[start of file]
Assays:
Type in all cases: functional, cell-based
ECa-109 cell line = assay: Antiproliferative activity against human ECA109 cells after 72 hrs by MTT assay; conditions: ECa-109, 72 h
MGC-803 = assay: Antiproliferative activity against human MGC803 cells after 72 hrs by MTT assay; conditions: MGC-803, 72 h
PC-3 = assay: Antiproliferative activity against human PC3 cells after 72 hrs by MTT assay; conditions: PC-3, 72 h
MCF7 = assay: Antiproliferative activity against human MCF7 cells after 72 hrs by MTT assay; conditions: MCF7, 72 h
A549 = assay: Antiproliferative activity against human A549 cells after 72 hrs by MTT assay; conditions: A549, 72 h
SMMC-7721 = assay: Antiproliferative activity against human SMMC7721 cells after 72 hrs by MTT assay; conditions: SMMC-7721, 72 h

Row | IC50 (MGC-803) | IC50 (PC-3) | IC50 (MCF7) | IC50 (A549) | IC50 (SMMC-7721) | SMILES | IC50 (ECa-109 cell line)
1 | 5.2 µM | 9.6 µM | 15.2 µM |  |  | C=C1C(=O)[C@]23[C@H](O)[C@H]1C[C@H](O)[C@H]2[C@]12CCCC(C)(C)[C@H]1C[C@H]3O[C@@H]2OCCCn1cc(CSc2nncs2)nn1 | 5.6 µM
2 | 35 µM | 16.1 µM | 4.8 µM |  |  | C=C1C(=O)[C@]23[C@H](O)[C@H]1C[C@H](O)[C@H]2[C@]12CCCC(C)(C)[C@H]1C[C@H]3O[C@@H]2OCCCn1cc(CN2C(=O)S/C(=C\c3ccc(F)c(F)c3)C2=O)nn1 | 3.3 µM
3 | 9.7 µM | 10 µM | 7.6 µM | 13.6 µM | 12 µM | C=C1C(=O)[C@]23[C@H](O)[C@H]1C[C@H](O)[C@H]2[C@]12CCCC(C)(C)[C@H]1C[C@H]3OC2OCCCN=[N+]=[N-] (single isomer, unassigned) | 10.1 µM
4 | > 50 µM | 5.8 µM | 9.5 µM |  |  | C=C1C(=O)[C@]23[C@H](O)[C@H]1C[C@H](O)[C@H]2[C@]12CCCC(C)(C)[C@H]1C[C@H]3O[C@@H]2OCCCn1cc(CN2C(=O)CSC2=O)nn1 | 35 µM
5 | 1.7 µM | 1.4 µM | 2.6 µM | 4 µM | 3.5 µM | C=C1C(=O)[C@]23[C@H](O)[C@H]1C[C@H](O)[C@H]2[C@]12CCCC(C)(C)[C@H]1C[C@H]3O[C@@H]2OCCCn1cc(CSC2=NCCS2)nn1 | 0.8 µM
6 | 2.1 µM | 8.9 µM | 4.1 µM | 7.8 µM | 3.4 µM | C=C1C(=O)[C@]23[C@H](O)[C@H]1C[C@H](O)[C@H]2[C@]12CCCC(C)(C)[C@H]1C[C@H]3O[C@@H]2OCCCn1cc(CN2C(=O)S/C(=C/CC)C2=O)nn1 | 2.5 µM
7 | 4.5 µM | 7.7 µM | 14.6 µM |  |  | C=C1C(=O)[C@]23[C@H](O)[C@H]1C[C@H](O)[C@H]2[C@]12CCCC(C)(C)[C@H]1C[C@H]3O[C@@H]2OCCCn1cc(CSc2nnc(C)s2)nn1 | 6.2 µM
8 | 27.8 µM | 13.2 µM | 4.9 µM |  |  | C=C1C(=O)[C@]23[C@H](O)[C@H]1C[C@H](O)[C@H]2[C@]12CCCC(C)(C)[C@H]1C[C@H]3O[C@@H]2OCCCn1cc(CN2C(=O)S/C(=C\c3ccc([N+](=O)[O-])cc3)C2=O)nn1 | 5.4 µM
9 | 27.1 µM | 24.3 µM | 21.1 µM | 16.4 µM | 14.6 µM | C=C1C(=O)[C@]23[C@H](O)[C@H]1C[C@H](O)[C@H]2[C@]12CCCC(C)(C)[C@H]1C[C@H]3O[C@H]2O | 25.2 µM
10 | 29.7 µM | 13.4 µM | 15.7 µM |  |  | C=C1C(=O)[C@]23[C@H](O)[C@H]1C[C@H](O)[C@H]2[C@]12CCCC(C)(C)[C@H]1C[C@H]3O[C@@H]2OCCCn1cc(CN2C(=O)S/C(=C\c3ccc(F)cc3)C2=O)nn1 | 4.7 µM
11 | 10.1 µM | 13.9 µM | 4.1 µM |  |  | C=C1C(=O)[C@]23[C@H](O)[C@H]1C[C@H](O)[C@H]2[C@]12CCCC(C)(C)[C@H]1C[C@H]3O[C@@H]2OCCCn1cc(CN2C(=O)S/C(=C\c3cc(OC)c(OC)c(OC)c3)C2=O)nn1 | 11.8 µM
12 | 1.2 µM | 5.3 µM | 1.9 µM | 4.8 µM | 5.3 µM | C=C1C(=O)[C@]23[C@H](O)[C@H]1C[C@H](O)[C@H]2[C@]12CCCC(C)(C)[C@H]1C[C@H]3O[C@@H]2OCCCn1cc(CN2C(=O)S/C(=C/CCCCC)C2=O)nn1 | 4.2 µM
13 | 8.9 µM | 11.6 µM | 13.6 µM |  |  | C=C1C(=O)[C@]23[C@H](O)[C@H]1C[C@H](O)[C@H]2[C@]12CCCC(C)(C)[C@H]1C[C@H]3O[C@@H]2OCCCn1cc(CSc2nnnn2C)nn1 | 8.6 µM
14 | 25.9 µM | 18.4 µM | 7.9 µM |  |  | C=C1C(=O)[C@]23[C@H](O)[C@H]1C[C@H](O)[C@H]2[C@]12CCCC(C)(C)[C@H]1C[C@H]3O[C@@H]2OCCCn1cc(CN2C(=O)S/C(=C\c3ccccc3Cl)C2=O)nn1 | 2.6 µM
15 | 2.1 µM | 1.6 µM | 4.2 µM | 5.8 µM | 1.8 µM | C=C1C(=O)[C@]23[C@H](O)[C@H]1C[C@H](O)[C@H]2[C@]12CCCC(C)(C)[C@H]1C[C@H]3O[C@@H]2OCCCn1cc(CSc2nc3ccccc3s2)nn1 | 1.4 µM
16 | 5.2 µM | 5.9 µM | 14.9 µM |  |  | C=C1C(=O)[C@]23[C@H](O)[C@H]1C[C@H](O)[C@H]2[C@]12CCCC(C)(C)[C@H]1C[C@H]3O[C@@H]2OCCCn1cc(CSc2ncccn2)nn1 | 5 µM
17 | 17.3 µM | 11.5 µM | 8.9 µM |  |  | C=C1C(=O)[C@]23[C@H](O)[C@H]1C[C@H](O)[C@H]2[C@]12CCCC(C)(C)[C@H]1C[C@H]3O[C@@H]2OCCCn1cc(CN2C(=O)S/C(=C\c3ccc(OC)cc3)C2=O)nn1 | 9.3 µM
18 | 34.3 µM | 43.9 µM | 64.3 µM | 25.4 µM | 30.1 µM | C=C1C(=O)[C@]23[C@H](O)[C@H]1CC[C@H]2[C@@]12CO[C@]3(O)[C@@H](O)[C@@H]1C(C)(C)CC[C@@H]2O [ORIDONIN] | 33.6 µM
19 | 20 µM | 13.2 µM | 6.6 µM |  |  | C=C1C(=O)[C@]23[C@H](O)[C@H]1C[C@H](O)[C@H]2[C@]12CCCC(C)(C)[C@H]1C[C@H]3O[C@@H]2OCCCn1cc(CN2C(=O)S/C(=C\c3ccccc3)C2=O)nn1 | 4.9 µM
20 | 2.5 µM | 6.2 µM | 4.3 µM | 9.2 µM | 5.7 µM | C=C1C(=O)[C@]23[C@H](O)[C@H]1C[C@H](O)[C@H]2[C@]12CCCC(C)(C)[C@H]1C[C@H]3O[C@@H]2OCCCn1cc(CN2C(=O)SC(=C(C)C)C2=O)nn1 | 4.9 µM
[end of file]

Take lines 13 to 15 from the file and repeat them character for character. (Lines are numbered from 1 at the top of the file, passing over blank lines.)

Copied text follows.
4 | > 50 µM | 5.8 µM | 9.5 µM |  |  | C=C1C(=O)[C@]23[C@H](O)[C@H]1C[C@H](O)[C@H]2[C@]12CCCC(C)(C)[C@H]1C[C@H]3O[C@@H]2OCCCn1cc(CN2C(=O)CSC2=O)nn1 | 35 µM
5 | 1.7 µM | 1.4 µM | 2.6 µM | 4 µM | 3.5 µM | C=C1C(=O)[C@]23[C@H](O)[C@H]1C[C@H](O)[C@H]2[C@]12CCCC(C)(C)[C@H]1C[C@H]3O[C@@H]2OCCCn1cc(CSC2=NCCS2)nn1 | 0.8 µM
6 | 2.1 µM | 8.9 µM | 4.1 µM | 7.8 µM | 3.4 µM | C=C1C(=O)[C@]23[C@H](O)[C@H]1C[C@H](O)[C@H]2[C@]12CCCC(C)(C)[C@H]1C[C@H]3O[C@@H]2OCCCn1cc(CN2C(=O)S/C(=C/CC)C2=O)nn1 | 2.5 µM